Sunday, January 08, 2006

A left Liberal asks: What if George W Bush was to prove to be one of the great American presidents?

For a left liberal like me, it is not easy to commit heresy. After all, we are meant to be open-minded free thinkers, unshackled by taboos. Nevertheless there is one thought so heretical, merely to utter it would ensure instant excommunication. I hesitate even to pose it as a question. But here goes. What if George W Bush was to prove to be one of the great American presidents?
Johnathan Freedland asks with a thanks to Norman Geras for the link.

One of the greatest. That's my bet. But it's only a bet. I have cystal ball and lots depends on what Bush's successors do. Geras doesn't even want to speculate but makes this comment on Freedland's observations of Bush,
But Jonathan Freedland's reflections - the reflections, it should be emphasized, of someone who has opposed the Iraq war consistently - bring out an important distinction there has been from the beginning within the anti-war camp. That is the distinction between people who opposed the war as if there was just nothing that could reasonably have motivated liberals and leftists to support it, and those who acknowledged the weight of the 'other' considerations, as set out above, even if they weren't finally persuaded by them. This distinction maps roughly, though only roughly, on to the difference between those in the anti-war camp who accepted that there could be a pro-war left in good faith and those who haven't.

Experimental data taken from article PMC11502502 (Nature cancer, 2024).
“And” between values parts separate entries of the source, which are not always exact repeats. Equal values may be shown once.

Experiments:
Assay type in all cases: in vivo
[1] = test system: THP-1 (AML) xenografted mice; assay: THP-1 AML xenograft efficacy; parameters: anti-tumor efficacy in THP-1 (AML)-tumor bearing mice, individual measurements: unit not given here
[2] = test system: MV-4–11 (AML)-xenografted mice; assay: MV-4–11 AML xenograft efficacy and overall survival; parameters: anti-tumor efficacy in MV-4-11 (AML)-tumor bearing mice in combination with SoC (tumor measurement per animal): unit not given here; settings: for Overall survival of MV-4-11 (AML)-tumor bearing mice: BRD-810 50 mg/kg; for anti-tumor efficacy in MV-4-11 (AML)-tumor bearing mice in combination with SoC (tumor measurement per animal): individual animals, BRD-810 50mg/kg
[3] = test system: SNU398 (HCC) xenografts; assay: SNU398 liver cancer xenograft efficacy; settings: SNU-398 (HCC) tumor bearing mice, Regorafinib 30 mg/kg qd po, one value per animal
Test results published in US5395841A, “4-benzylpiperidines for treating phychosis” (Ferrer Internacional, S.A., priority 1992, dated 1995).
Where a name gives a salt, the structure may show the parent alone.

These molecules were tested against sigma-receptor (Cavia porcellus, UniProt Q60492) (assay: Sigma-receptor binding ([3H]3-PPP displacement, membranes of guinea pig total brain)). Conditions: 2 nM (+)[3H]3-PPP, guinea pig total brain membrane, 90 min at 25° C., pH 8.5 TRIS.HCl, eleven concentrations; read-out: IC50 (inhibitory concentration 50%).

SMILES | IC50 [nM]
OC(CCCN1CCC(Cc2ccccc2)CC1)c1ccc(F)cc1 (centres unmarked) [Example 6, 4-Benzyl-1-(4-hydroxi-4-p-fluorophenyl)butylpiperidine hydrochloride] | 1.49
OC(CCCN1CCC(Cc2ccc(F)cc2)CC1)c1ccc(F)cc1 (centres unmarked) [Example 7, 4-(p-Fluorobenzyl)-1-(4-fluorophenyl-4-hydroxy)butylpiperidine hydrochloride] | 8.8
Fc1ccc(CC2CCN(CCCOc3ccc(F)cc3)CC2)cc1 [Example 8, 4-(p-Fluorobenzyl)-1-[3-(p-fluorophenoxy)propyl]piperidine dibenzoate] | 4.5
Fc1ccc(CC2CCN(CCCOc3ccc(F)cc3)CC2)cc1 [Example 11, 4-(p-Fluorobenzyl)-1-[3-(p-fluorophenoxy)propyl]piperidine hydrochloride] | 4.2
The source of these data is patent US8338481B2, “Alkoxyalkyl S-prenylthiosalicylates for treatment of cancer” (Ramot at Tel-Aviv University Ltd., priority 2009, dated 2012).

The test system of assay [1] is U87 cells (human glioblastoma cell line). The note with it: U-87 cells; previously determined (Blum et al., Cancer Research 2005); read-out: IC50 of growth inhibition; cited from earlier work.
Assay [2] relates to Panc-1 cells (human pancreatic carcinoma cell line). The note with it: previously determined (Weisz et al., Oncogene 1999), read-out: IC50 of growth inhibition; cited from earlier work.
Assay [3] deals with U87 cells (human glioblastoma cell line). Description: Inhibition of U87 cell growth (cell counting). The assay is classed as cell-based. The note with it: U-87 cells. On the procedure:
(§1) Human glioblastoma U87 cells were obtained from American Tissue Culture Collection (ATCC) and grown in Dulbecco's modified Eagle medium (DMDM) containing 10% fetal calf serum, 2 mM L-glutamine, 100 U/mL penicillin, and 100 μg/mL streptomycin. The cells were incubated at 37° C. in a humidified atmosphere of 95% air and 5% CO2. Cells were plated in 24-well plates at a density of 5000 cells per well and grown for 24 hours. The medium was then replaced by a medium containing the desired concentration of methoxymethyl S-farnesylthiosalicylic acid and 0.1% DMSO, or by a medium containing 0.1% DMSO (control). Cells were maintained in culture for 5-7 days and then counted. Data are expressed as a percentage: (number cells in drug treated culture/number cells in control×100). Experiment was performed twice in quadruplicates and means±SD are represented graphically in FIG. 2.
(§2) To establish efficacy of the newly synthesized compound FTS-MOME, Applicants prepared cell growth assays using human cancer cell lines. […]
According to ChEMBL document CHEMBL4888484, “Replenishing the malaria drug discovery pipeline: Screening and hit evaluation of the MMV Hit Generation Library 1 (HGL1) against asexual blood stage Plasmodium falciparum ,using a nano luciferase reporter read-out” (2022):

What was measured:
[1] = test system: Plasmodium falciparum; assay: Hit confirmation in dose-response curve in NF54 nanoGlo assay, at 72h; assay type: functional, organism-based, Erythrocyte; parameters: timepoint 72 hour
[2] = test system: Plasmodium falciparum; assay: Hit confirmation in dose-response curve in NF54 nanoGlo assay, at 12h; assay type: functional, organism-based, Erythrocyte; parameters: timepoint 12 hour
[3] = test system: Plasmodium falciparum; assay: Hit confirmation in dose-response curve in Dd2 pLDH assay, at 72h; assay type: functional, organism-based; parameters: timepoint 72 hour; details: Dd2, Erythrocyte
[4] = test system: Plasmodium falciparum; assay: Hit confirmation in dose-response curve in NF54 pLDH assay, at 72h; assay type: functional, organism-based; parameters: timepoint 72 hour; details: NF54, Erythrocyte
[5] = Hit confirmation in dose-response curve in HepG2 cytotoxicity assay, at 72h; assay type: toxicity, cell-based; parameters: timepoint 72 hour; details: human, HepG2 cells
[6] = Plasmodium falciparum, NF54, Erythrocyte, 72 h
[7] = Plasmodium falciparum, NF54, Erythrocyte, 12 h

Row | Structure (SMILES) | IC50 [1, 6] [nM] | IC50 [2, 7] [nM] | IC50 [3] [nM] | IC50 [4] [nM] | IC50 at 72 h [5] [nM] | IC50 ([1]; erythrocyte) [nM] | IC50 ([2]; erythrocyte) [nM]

I did hear Sen Obama today on the radio say the war in Iraq has no military solution. Of course not, Bush's whole war on terror is based on a political strategy of political and social revolution in the Arab world. Unlike Vietnam, we have the politics right in Iraq and the whole War on Islamic Terrorism.


Paul Wilczynski said...

The whole War on Islamic Terrorism is, of course unwinnable. Any war against an idea is unwinnable.

Bill Baar said...

No Paul, we've fought and won wars of ideas before.

When I lived in Germany in the 80s I would talk to Germans of the right age about what they thought during the War. They'd often preface their stories with a comment about how things they took for granted about racial superiority. How hard it seemed to believe now, but was just taken for granted then.

It was really an amazing thing to hear, and they seemed more amazed then me.

It was a war of ideas, and we won. The only way we lose really is if we lose faith in ourselves and our own values.